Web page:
If you asked me about designing apps a year ago, I wouldn’t have known what to tell you. I mean, I like playing games and apps, but I’m generally more interested in visual narratives: comic books, films, graphic novels, children’s books. I am very curious about how human beings represent themselves and why we make the stories we do.
I see so many screens everyday here in New York, just on the way to and from work. It can be unnerving at times: who isn’t creeped out by all the Candy Crush zombies on the subway? I love my phone, but am I too optimistic to want whatever is on my screens to enrich my life? I want screens to enrich other people’s lives, something beyond hyperactive short-term junk.
I’ve worked Tinybop for over a year. Tinybop’s mission statement: “We grew up playing with toys that activated the most colorful realms of our imaginations. Our blocks were skyscrapers and galaxies — whatever we wanted them to be. We’re creating elegant, educational iOS apps to spark the curiosity of kids around the world today. In our apps, kids play and learn by diving into big ideas, seeing how things work, and making connections about the world they live in.”
Good, right? That’s why I work there.
I’m concerned with the value of visual content because it affects my work as an illustrator. I really want the things I make to impact people in helpful, interesting and even magical ways. You can imagine how excited I was when Tinybop offered me the opportunity to illustrate The Earth, number five in the Explorer’s Library series.
So I’ve just spent the past six months planning, designing and illustrating The Earth. Allow me to share my wisdom. I want to tell you a bit about why I made certain style choices, share a little bit of process, and articulate how challenging some of the simplest things can be. Perhaps it can help and inspire you in your own interactive endeavors.
If you were an art director at a game company, I would be dead last on illustrators wishlist. Why? I use a lot of texture in my work; I love fine detail and organic marks. I like atmosphere and mood, softness and subtlety-painterly qualities. I love books and prints, especially old time-y expressive styles. There’s a reason apps are not generally geared toward this kind of work: it often looks great as flat art, but is usually quite challenging to animate and even more complicated to get it to respond to touch.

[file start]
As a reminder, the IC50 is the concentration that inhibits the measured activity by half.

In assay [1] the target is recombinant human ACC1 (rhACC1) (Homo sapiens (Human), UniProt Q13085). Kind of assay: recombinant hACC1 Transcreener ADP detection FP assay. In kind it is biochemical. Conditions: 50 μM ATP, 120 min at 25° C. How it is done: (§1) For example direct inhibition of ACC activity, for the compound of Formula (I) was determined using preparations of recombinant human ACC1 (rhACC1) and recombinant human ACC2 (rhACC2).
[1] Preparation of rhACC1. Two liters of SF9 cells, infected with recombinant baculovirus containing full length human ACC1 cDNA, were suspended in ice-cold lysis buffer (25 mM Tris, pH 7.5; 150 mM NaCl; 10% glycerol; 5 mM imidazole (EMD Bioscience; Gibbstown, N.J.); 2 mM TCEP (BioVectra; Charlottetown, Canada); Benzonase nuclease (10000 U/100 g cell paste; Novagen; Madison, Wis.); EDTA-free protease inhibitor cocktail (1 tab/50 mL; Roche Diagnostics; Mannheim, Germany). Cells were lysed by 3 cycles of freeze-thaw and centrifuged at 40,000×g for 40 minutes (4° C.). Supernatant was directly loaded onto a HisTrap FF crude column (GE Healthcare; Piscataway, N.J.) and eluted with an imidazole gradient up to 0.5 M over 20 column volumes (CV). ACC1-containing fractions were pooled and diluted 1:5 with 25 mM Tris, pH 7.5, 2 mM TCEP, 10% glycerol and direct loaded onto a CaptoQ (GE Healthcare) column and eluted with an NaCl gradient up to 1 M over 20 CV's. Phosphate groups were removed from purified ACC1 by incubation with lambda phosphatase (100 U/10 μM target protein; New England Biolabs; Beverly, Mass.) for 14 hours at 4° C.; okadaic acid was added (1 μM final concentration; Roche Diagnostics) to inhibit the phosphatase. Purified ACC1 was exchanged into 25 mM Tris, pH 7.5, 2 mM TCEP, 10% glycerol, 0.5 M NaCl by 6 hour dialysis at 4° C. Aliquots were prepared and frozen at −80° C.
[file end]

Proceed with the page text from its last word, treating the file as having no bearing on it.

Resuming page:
Let me take a step back. Generally speaking, interactive products live on devices: our phones, tablets, watches, and whatever new contraptions Apple dreams up. Therefore the art created for these projects should be digitally generated and very flexible -- able to fit on a number of sizes and look good at different ranges of sharpness. Additionally, device storage is a factor. You cannot make an app with huge art assets -- people will not be able to store your project on their phones. If you peruse the app store, you’ll notice that there are a lot of apps with very simple flat shapes and vector art. The nature of making art for apps simply requires that the artist be quick and iterative, flexible and spry.
But this app is about the Earth! I wanted it to be full and lush and a little bit sophisticated. I needed some reference material. I needed proof that we could create something with a bit of nuance. So I spent a lot of time researching apps that valued production and dealt with nature or landscapes: Simogo’s Year Walk , Snoman’s Alto’s Adventure, USTWO’s Monument Valley, David O’Reilly’s Mountain all Vector Park apps, Toca Boca’s Toca Nature to name a few.
I looked at them and tried to break down, visually, how these things were made. Most of these apps felt quite digital. The more I looked at these apps, the stronger I felt that The Earth should not fall into the what I call the “vector art abyss”-it shouldn’t be oversimplified or super flat, but it also shouldn’t be It shouldn’t try to be too realistic or appear too much like an infographic. Google Earth already exists and has cornered the market on that. We needed a style with more imagination, more whimsy. We ended up having long discussions with our developers to make sure that a textured, painterly style was possible while still having the processing power to create interesting and full interactions. We’re fortunate to have very smart and creative developers here at Tinybop, they’re always interested in finding new ways to innovate and make the game work in favor of the art.
We also wanted to make sure we had the ability to make the app feel more organic: we needed water and lava to flow, rocks to tumble, and waves to crest and break. For those of you who are not developers or production designers you should know that these sorts of effects are uniquely challenging to build. These are all the sorts of details we had to consider and plan while figuring out how to structure the app. Each choice we made influenced our future choices a great deal. The content of the app informed its structure and vice versa.